How about Economic Stimulus which actually gets paid back?May 22nd, 2009 by Paul Tousignant (Tooz)
How about Economic Stimulus which actually gets paid back?
Increase families’ disposable income by $200 - $300 per month
What is needed: Consumers need cash, banks need money to lend
How to do it: Transfer credit card balances to future income tax refunds.
The average American has close to $10,000 in credit card debt, paying $200 to $300 in monthly payments.
Credit card debt in the US totals close to $1 trillion.
Credit card defaults are on the rise – the New York Times reported on 05.10.09 that defaults could total $80B to $180B by the end of 2010.
Consumers free up $200 to $300 per month, which will be spent to bolster the economy, and/or which will enable house or car payments to be made, or bankruptcy to be avoided.
Banks will get credit card debt paid off, providing funds for more lending and reducing customer defaults, which will boost the economy.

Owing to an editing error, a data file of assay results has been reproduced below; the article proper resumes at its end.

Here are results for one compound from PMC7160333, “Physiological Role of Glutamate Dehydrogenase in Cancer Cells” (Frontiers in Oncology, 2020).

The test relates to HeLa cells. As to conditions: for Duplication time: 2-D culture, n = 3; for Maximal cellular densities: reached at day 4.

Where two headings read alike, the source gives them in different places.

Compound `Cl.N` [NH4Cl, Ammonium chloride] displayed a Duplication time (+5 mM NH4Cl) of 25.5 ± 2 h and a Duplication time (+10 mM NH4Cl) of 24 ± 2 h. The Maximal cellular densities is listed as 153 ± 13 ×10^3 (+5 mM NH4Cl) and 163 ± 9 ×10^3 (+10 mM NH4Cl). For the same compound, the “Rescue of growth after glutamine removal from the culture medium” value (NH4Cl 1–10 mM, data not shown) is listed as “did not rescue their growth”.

The Treasury will be paid back with interest, making this stimulus possible with no increase to the national debt over 6 years.
Criminally high interest rates which contribute to the number of defaults are replaced with reasonable, more affordable rates.
Consumers fill out and send a “balance transfer” form to the IRS, just like they would when switching credit card companies.
The IRS sends a check to the credit card company.
Consumers will pay 1/6 of the total plus annual interest with annual income tax refunds.
The government can charge 5% to 6% interest.
The government can make the debt immune to bankruptcy.
Require the payments back to the government to go to pay back the money borrowed for the program.
Limit the program to $100 to $200 billion in the first year, offer for the next 2-4 years.
Charge no more than 5% to 6% interest.
Start as soon as possible!